Sopa de Res

I came through the door yesterday, saw my domestica, Carmen,  cooking beans on the fogata outside and immediately know that today had to be the day. I had had cow bones in the fridge for a while now and was itching to use them but with the high price of gas for cooking, I knew I had to make the broth over the fogata, the wood fueled outdoor oven that belongs solidly in every Nicaraguan house. With only a short time to spare, I cut up the onions and garlic and ginger and threw it all with the frozen beef bones on the fire. Carmen came out just as I had finished charring them over the flames and was putting them in the big pot with water.

“What are you doing now?” She asked. By now she was used to my “experiments”: my fermenting jars of kimchi on the windowsill, my bi-weekly pots of bubbling milk for making yogurt, my jar of sourdough starter that occasionally became too excited and overflowed onto the surrounding counter, and my flax-seed milk that floats like some brown sludgy deluge in unnamed jars in the fridge.

“Phó,” I say, “it is a type of soup from Vietnam”. She doesn’t know where Vietnam is and I wonder if she knows it is a country or if she thinks it is my country.

“Oh, Sopa de res,” she says, spotting the beef bones in the pot “but it doesn’t have anything in it,” she says.

“It isn’t sopa de res, “ I say, “it is more of a consomme, a broth to make soup with”.

She nods but I can see she doesn’t really understand the concept. People don’t make stocks here for use later on. They make sopa de res, once a week, usually on Sundays where they thrown a ton of beef, bones and all with malanga and potato and yucca and plantains and boil the hell out of it for three hours (it is delicious, by the way, worthy of its own post one day).

Sopa de res Nicaraguan style- big chunks of meet with carrots,potato, corn,malanga, yucca and cilantro
Sopa de res Nicaraguan style- big chunks of meet with carrots,potato, corn,malanga, yucca and cilantro. Image from here

My host sister comes home and sees me fanning the fire outside. “What are you up to now?” she asks curiously.

“She is making Sopa de res,” Carmen answers, “but without meat or anything else”

“Why wouldn’t you add meat or at least some vegetables?” My host sister asks.

“It isn’t sopa de res,” I answer with a sigh “it is more of a consomme, like a stock for making soup later. It isn’t sopa de res, it is a soup from…it is a different kind of soup. From Asia”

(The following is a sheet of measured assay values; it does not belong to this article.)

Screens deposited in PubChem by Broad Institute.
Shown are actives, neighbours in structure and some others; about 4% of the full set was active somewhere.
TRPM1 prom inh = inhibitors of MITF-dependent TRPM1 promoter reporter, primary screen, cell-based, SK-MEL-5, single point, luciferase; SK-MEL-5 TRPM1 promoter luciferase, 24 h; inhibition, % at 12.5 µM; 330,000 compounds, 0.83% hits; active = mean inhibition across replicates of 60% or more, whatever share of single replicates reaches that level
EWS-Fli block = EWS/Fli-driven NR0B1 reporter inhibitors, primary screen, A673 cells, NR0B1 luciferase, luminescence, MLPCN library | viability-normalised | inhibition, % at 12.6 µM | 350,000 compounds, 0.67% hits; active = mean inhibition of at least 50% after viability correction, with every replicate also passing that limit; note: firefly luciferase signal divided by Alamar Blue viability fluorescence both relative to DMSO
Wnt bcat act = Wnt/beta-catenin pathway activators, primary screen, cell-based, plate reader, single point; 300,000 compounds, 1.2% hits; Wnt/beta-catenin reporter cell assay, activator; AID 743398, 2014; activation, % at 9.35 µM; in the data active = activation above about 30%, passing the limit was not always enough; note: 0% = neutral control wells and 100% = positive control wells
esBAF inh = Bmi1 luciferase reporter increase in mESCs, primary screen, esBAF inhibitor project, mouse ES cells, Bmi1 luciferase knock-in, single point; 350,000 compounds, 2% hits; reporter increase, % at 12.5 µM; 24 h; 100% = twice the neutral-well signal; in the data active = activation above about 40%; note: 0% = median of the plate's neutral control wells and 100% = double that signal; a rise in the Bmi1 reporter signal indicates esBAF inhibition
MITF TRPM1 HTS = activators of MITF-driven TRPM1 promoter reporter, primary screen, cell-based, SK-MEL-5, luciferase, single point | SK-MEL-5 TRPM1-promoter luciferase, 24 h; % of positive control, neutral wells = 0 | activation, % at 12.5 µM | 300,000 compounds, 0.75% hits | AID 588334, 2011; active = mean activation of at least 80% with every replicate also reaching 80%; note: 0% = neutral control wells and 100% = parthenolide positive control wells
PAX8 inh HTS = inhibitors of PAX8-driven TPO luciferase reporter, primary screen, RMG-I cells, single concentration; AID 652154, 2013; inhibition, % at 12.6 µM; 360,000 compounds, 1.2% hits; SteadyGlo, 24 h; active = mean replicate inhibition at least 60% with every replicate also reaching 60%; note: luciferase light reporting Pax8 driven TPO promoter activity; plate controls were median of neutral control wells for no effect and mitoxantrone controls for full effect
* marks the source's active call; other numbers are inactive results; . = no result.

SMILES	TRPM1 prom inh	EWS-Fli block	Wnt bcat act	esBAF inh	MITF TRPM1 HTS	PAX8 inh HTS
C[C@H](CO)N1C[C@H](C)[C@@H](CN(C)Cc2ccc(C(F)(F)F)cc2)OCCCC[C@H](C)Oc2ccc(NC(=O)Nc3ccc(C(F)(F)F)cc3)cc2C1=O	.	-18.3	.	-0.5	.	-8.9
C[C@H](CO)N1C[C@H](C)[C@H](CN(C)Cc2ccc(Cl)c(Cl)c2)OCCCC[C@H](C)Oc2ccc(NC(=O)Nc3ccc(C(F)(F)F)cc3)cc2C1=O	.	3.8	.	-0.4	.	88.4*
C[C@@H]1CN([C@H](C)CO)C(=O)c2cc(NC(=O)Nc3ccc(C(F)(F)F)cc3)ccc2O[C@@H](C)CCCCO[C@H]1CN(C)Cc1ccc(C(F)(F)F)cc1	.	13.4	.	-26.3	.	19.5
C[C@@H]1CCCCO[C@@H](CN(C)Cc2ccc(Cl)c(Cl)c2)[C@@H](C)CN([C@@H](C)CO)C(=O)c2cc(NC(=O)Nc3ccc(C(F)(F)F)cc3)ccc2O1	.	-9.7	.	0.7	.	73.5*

My host brother’s wife comes in.

“Oh there you all are, what are you doing?” she asks, coming to join us all standing around the fire and staring into the pot.

“She is making sopa de res,” says Carmen.

“But why is there so little meat?” Cristina asks,

“It is a different kind of sopa de res,” answers Mari.

“It is sopa de res but without the vegetables, or meat,” says Carmen.

I give in.

“It is sopa de res from Asia”. They seem contented by this answer and by the end of the night the whole extended family knows I am making Asian sopa de res without vegetables and meat and half of them have come to stare into the murky brown depths of the cauldron.

When I actually make the Phó they all seem impressed. It is to the benefit of my family that they have never tried real phó because my version kind of sucks, lacking some essentials like fish sauce, black bean sauce and of course siracha and using pasta instead of rice noodles and adding some vegetables like broccoli and carrots. Lucky for me I have been growing Thai basil and Thai peppers in my garden and have a lime tree for the garnishes which, as always, seem to be the hardest things to find.

My Asian Sopa de Res
My Asian Sopa de Res

“This soup you could sell here” my host mum Aura says, slurping up the last of her phó. That is her biggest compliment, her stamp of approval for my various projects (unsurprisingly my Kimchi,Sauerkraut, and flax seed milk have all failed by those standards).  Little do they know what is coming at them: I have decided to make Tonkatsu Ramen, quite possibly the richest and most amazing Asian soup you will every try. It is made from chicken bones and pig trotters, simmered for hours to reach a perfect consistency of fat and gelatine and flavour.  My friend killed a pig yesterday so he has the feet I need to make the creamy, rich, gelatenous base. To make it more fun I have decided I am going to choose,kill,butcher and prepare the chicken myself that I will use in the stock and document it because, why not?

So, unless you are a vegetarian or easily grossed out (in which case maybe skip the next few posts), stay tuned for the start of my serious culinary experiments into the heart of northern Nicaragua.

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